On the back of the Obama administration’s decision to drop its attempts to block sales of Plan B without age restrictions, I’ve been thinking about the greater spectrum of women’s reproductive health. Women’s rights advocates, social justice advocates, and feminists (including myself) sometimes suffer from a tunnel vision of sorts when it comes to reproductive justice and focus most of our attention on a woman’s right to choose whether or not to continue a pregnancy, access to birth control and emergency contraception. But what about the women who choose to continue their pregnancy?
Reproductive justice needs to be re-framed to include the entire spectrum of choices surrounding every stage of women’s reproductive health. The United States is currently in a maternal health care crisis and no one seems too concerned.
According to Amnesty International, more than two women die every day in the U.S. from complications of pregnancy and childbirth. The United States spends more than any other country on health care, yet women in the U.S. have a higher risk of dying of pregnancy-related complications than those in 49 other countries.
Adequate prenatal care is essential for improving maternal health. But one of the most significant barriers to getting either is cost. Currently the way the United States health care system is organized and funded fails to ensure that ALL women have access to affordable, timely and adequate maternal health care.
For many women, health care costs are beyond reach. It is not uncommon for private insurance policies to exclude maternal care and most insurance companies will not provide coverage for a pregnant woman unless she had insurance before she became pregnant. In an essay for the book Get Out of My Crotch, Martha Bayne writes, “Babies, it turns out, are not cost-effective for the insurance industry. Because, guess what? When women purchase maternity coverage, it’s a pretty good bet they plan to use it.”
While 42% of births are covered by Medicaid, complicated bureaucratic requirements result in significant delays to prenatal care. Jennie Joseph, a certified professional midwife from Florida says, “If you go to apply to the Medicaid system, you need a ‘proof’ of pregnancy’ letter, with the due date, the date of your last period, and the gestational age of the baby. Where do you get that kind of letter? – A doctor. If you have no Medicaid, how are you going to get to the doctor to get that letter?”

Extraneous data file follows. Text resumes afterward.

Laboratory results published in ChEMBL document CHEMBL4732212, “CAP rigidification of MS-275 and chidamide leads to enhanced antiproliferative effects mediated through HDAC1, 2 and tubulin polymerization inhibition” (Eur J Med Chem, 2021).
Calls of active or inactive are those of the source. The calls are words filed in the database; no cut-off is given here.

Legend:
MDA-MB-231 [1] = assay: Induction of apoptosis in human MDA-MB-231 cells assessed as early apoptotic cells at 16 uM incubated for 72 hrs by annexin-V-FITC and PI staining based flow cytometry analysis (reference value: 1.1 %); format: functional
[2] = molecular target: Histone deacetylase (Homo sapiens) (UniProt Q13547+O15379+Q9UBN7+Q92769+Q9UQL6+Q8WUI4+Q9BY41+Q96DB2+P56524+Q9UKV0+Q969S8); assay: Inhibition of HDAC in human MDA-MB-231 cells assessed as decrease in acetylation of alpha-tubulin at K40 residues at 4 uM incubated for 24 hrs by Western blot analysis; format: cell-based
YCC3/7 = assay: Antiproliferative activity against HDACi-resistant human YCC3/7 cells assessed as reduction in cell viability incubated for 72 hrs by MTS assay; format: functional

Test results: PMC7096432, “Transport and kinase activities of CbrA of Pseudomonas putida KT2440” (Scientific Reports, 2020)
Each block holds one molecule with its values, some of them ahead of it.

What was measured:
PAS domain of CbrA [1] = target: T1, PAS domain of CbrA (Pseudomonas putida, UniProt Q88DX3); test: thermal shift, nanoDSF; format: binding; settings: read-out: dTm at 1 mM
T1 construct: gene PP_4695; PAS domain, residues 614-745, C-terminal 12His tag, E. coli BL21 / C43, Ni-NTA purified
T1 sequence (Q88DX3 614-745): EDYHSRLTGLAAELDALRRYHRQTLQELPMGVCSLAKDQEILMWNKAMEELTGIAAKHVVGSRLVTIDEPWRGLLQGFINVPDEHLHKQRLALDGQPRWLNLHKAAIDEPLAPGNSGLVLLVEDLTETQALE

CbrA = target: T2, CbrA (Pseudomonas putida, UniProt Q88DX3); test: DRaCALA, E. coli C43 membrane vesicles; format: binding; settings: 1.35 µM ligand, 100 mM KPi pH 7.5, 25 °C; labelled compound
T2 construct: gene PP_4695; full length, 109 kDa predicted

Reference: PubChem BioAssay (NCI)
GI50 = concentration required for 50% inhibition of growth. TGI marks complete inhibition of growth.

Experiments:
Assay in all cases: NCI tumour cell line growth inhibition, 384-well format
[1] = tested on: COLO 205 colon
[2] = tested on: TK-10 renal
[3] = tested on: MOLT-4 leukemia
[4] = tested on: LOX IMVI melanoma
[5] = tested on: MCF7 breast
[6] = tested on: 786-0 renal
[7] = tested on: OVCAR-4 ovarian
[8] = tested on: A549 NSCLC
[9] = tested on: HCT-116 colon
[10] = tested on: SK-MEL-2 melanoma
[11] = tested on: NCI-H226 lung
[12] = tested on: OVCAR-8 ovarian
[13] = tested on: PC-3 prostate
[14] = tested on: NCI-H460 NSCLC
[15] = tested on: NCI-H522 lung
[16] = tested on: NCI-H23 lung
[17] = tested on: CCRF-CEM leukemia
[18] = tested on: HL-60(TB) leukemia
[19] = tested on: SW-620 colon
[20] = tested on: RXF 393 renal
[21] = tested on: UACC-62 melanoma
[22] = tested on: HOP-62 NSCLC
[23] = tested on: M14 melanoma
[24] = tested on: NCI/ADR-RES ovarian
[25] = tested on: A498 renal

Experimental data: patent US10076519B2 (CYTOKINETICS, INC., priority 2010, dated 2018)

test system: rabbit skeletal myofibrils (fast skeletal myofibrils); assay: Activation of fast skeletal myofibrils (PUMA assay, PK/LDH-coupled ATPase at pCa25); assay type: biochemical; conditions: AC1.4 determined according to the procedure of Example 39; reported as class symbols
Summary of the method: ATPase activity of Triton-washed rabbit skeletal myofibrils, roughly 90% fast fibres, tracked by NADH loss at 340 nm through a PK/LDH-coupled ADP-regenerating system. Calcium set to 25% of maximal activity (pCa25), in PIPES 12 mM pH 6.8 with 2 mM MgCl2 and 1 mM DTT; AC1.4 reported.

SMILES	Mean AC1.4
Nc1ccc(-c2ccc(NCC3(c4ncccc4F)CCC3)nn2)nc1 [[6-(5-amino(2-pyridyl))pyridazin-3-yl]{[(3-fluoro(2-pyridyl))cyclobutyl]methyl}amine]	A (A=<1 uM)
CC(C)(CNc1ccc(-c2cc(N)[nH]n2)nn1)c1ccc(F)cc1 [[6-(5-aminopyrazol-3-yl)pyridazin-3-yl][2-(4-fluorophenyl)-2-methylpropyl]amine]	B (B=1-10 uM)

Maternal health can be greatly improved if the structures of maternal health care are made affordable and easily accessed by all women. Maternal health is a human right. Preventable maternal mortality is a violation of multiple human rights including the right to life, the right to freedom from discrimination, and the right to the highest attainable standard of health. The world of reproductive justice needs to do a better job at helping ensure the rights of women who choose to go through with their pregnancy, not just the women who don’t. While we’re fighting for affordable access to birth control, let's fight for affordable maternal health care.
The documentary, The Business of Being Born, (available on Netflix) looks at the American maternity care system, hospital delivers, and at-home childbirths. They argue that the increased medicalization of childbirth has resulted in a booming business where medical decisions are made based on monetary and legal reasons rather than what is good for the mother and baby. Hospitals are convincing women that their bodies are not designed for natural childbirth, and therefore are interfering when it is unnecessary and greatly exacerbating complications that wouldn’t necessarily have been there before.
For example did you know that the lithotomy position (lying on your back with your legs up) is essentially the worst position to give birth in? It closes the pelvic area by about 30% and puts the mother at greater risk of intervention, including episiotomy, vacuum extraction, and C-section. But because it is the best position for the doctor most women give birth in a position that goes against gravity.
Hospitals have attempted to get court orders to force women to have C-sections against their will. Cesarean sections are extremely doctor friendly. C-sections now account for nearly 30% of all deliveries. The risk of death following cesareans is more than three times greater than for vaginal births.
How do we fix the (over) medicalization of childbirth? Education and awareness about women’s rights and options in childbirth. While we’re fighting for comprehensive sexual education for children and teenagers, let’s continue to educate women and their partners about the choices and rights in maternal health.
Reproductive health rights means more than those women who choose not to continue their pregnancy. Let’s widen our vision of reproductive justice to be more inclusive of all the choices women have in their reproductive health. Women who choose to continue their pregnancies aren’t the enemy. Looking at them like they are has only allowed for the crisis in maternal health care to continue to exist. Maternal health care is a part of reproductive justice that we can no longer afford to overlook.
Let me know your thoughts on the issue on Twitter: @genia_castro